Step-by-Step: The Food Lab's Ultimate Chocolate Chip Cookies

The Food Lab

Unraveling the mysteries of home cooking through science.

[Photographs: Vicky Wasik unless otherwise noted. Top image: J. Kenji López-Alt]

You know you've got a special kind of marriage when your spouse not only doesn't appreciate it when you bake fresh chocolate chip cookies, but in fact institutes a household-wide ban on the treats, forcing you to undergo a screening process—that's only slightly less invasive and awkward than an airport security scanner—to ensure that no cookie enters the house. When I started the testing for what would eventually become my Best Chocolate Chip Cookie recipe, this wasn't the outcome I'd predicted.

Then again, I hadn't planned on making more than 1,500 cookies over the course of a couple of months, but that's what happened. Only now, a full two years later, has my wife relented somewhat. It started with a box of chocolate chip cookies that our neighbor dropped off for us (no, our neighbor didn't use my recipe). Then I saw her nibbling at the edge of a cookie at a recent Food Lab book tour event where I served cookies and apple pie for dessert. Who knows, I may even be allowed to make a full batch of them for Christmas this year.

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What makes the cookies so tasty? The ingredients aren't really all that unique. It's the process that does it. Instead of relying solely on the oven to produce those delicious caramel and butterscotch notes, I start by browning the butter used in the dough. Instead of creaming the butter and sugar, I whip the eggs with sugar to incorporate more air, making the cookies lighter and more tender. No chocolate chips in these cookies, either: I make them with chocolate bars that I chop by hand, giving you a good mix of big chocolate chunks that melt into pools and thin shavings that weave their way throughout the dough.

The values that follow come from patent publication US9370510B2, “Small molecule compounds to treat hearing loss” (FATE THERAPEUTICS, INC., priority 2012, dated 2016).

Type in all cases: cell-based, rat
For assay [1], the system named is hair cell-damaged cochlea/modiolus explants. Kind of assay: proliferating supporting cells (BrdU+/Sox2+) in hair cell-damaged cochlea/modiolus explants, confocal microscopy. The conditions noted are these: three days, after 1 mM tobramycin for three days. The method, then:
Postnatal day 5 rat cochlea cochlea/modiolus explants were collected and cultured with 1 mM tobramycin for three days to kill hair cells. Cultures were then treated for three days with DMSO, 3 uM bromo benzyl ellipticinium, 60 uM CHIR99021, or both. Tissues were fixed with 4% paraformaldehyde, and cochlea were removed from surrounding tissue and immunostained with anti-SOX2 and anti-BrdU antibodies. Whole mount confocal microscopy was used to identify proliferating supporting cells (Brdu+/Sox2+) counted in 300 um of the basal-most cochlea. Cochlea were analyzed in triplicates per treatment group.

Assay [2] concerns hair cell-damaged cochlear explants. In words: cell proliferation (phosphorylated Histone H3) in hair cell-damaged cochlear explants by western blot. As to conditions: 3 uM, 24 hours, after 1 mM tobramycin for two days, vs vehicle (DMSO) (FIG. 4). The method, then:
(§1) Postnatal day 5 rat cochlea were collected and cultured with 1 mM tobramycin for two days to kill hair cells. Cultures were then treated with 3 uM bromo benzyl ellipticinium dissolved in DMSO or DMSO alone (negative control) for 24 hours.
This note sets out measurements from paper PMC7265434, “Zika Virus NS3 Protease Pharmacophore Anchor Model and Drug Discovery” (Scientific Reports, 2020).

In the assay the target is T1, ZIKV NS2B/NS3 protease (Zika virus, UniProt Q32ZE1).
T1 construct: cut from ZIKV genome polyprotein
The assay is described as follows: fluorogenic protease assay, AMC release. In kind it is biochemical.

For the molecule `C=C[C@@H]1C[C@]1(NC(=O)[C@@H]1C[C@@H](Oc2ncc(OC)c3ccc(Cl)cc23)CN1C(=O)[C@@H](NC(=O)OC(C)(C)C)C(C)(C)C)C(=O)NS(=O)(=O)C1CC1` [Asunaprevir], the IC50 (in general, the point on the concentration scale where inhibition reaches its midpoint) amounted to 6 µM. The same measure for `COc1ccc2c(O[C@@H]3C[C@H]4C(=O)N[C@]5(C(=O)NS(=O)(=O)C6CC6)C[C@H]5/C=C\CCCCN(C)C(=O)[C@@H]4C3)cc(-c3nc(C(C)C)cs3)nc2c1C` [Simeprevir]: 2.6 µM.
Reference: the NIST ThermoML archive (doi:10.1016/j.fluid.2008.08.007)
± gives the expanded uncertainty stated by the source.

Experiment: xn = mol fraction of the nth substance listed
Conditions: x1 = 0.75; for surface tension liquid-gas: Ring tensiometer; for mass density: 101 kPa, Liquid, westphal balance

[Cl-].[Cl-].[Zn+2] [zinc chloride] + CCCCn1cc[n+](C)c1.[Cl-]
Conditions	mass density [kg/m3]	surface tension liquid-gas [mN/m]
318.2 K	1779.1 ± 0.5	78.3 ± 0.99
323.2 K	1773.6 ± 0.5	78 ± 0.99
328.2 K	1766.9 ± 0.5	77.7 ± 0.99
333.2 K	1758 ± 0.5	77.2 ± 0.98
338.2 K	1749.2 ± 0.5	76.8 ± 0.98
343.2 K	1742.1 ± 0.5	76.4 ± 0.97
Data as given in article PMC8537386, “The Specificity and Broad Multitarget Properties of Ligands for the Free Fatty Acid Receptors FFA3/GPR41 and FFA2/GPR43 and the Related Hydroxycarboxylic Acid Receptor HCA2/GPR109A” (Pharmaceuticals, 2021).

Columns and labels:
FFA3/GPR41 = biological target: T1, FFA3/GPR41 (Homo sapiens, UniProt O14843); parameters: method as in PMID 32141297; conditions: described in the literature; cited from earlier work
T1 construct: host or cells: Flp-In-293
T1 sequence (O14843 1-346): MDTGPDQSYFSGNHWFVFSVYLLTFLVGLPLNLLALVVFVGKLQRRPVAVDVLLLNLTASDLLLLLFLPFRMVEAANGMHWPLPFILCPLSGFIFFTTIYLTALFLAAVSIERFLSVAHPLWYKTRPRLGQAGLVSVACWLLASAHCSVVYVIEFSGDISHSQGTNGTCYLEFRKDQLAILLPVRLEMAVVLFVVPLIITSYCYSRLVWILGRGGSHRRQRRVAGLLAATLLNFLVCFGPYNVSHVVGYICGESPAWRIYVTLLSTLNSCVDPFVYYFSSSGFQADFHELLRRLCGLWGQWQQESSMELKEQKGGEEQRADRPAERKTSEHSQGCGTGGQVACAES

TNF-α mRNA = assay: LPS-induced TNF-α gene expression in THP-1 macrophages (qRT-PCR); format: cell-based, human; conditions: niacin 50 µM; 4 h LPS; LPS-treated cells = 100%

Finally—and this is the most important step—I let the dough rest at least overnight before baking. This produces superior flavor thanks to the work of enzymes that shorten large carbohydrates into smaller building blocks, accelerating the browning and caramelization process when the cookies are finally baked.

Sound like a lot of work? Don't worry, it's all quite easy (okay, waiting that extra day before baking them is not that easy), and now it's easier than ever with new step-by-step photos to walk you through the process.

Let's Start Cooking!

You can read up on the science here, get the recipe with the link below, or check out the step-by-step gallery for a walk-through of the process.